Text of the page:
Hunting Code of Conduct, EXAMPLE

This document was copied exactly from the members area of the Hunting Office website.

Code of Conduct for Lawful Hunting when following the XXXXXXXXXXX Hunt.
This Code of Conduct aims to make sure that all members of the hunt following on a days hunting behave with courtesy, respect and good manners towards each other, hunt officials as well as members of the public.
Who does this apply to?
The Hunt membership includes all those following on horses, ponies, in cars, bicycles,
quad bike’s and on foot. Members should therefore agree collectively, and individually, to
follow a simple common sense code of conduct with self-regulation, enforced if necessary by the Masters and Hunt Committee.

Antis and Hunt Saboteurs
All followers (mounted, on foot or in a car) are reminded that they should not engage with anti-hunt monitors or saboteurs on any level whatsoever.

The XXXXX Hunt have appointed hunt monitors who are appropriately briefed – it is their job to follow and interact with the antis and saboteurs on a hunting day. No one else at all should be communicating with the antis or saboteurs.

If you see a hunt member or supporter communicating or interacting with an anti or hunt saboteur, please remind them to remain silent, not to interact and remove themselves from the situation.

On Horses or Ponies

  1. Followers on horseback are to remain with and follow the Field Master of the day.
    They are to abide by his or her instructions.
  2. To ride at all times with care and consideration for growing crops, livestock and field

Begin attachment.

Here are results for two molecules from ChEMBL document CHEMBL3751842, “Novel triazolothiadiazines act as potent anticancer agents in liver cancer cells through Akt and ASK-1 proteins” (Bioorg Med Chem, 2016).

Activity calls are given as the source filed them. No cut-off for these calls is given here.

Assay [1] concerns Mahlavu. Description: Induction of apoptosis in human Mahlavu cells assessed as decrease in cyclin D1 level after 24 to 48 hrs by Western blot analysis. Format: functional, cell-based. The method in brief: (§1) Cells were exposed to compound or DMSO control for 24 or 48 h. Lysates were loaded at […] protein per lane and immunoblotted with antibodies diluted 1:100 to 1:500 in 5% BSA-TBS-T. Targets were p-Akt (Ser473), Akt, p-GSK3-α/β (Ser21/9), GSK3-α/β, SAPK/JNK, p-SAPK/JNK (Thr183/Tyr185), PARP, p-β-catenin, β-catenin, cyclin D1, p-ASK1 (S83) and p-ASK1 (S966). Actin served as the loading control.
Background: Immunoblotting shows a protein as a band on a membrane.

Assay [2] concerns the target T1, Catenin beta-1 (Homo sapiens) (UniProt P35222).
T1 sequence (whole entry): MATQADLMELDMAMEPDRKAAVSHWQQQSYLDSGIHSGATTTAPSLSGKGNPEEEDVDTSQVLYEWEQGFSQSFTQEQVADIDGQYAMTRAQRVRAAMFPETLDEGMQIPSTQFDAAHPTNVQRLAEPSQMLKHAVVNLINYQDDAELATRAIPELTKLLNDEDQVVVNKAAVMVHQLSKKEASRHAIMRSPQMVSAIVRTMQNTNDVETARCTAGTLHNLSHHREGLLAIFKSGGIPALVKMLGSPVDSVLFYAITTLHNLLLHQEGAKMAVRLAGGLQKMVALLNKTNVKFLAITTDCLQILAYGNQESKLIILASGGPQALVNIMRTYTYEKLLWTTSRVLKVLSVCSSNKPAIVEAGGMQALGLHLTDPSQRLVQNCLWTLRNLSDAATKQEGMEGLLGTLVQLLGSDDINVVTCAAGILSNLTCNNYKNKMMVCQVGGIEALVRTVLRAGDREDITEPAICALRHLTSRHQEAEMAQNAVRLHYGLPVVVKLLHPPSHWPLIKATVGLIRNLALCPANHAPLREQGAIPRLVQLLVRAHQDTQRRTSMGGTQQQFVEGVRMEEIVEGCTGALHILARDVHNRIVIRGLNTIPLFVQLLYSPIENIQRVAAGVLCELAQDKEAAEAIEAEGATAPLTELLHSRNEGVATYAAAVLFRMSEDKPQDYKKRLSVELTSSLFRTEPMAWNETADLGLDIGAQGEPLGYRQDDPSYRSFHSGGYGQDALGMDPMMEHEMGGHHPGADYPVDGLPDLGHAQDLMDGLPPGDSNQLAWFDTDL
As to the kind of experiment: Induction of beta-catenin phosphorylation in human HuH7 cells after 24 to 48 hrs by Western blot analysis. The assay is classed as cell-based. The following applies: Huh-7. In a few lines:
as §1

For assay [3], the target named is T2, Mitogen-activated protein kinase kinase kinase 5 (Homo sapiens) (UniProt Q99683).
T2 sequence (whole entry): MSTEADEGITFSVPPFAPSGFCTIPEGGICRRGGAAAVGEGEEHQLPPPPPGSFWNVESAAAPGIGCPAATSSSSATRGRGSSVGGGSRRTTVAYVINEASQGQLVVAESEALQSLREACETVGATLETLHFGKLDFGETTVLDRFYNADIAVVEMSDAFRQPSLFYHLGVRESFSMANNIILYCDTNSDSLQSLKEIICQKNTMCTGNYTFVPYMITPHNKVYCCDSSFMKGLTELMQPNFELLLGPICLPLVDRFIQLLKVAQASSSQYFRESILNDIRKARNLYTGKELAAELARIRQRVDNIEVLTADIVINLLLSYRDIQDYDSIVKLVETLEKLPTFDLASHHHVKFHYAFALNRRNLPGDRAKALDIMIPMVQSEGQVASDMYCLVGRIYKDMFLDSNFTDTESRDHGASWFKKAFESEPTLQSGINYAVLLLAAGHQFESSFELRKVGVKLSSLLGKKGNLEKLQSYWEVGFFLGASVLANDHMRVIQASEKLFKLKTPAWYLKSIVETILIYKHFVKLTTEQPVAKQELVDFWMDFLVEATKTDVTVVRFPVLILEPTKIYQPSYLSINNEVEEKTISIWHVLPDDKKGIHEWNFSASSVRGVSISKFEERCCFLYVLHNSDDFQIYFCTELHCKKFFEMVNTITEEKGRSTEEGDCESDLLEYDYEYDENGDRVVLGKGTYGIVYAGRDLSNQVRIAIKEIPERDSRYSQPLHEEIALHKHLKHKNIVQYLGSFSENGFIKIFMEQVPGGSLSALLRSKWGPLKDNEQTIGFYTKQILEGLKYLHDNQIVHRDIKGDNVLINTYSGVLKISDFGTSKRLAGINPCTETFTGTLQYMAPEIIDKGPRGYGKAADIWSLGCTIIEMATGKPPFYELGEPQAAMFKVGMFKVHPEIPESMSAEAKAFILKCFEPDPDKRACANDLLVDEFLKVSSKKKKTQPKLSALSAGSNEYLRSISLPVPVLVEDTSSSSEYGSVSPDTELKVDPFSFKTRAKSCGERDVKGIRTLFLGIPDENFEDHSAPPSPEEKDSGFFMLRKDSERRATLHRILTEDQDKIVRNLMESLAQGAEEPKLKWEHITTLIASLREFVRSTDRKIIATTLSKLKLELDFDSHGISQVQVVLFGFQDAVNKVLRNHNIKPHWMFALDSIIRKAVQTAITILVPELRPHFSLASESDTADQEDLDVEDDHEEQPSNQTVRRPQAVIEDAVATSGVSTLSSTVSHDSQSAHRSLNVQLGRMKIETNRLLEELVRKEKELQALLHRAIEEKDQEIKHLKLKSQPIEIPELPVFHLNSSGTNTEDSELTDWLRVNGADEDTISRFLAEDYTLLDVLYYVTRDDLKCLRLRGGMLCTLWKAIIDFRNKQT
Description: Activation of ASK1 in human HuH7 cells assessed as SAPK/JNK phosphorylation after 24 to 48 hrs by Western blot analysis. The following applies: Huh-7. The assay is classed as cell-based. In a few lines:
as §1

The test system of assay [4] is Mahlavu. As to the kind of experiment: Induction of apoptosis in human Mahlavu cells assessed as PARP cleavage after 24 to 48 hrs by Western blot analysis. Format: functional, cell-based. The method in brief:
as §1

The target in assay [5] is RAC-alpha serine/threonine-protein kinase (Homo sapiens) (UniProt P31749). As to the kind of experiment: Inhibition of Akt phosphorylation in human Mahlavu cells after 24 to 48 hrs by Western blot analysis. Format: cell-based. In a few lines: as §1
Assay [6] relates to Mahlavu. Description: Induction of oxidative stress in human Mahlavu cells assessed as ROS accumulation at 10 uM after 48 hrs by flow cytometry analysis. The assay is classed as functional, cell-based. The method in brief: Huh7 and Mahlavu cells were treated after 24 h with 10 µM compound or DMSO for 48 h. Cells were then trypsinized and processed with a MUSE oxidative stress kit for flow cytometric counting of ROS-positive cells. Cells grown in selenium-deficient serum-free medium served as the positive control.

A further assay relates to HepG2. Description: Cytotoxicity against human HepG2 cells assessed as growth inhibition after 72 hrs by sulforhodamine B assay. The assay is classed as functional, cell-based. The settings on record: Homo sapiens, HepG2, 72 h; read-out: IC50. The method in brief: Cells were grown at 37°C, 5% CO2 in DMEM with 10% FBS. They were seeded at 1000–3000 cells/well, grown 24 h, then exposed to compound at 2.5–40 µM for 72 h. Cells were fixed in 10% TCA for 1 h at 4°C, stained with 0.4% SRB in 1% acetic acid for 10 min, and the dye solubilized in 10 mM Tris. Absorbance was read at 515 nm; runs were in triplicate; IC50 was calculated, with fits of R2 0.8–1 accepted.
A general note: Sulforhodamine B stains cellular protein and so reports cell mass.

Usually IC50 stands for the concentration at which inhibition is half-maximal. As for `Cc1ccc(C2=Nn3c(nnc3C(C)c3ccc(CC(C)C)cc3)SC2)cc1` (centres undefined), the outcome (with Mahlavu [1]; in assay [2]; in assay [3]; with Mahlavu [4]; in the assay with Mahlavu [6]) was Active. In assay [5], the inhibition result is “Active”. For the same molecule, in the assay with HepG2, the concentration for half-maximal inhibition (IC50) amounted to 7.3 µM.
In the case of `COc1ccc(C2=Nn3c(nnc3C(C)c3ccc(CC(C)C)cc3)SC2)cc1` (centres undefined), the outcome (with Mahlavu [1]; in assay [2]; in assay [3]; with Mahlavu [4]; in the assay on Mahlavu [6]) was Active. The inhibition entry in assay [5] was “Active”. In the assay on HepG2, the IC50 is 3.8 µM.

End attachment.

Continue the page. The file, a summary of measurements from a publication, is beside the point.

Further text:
3. If a Master or Field Master asks the field to keep off certain areas of land or asks for
    the field to ride in single file it is the responsibility of whomever is at the back to
    make sure the remaining field are aware of and adhere to the instruction.
  4. To make stock proof immediately any damage caused to fences and hedges which
    secure livestock and to report the damage to the hunt secretaries, Masters or Field
    Master immediately.
  5. To shut gates securely at all times.
  6. On public highways, or anywhere else, to acknowledge other road or countryside
  7. On roads to ride or stand no more than 2 abreast down the left hand side of the road
    allowing traffic to pass freely in both directions. Where possible stand off the road.
  8. To thank traffic for slowing down and, if necessary, apologise for any inconvenience
  9. To ask other members of the field, if required, to make way for oncoming / passing
    Traffic and to allow it to pass safely.
  10. Not to ride along a public highway using a mobile telephone unless in an
  11. To adhere to any notices (written or oral) given by the Joint Masters.
  12. To park safely, horse boxes and trailers as directed by masters at least a mile
    outside villages. Horseboxes and trailers are not be parked in any way which
    obstructs traffic or blocks any gateway; never park in a village or built up area.
  13. The operation of changing second horses should never obstruct or delay any other
    road users for any period of time.
  14. To ride safely and with care and consideration for other riders.

Motor Vehicles (cars, motorbikes and quad bikes)
Vehicles always to be driven legally and safely with due care and attention and with courtesy
of other road users and the public.

Vehicles to remain on the road and, in or near villages not to drive or turn on verges,
mown or otherwise.

To access estate and farm tracks only with express permission of landowners and not
to leave the hard surface for parking or for any other reason.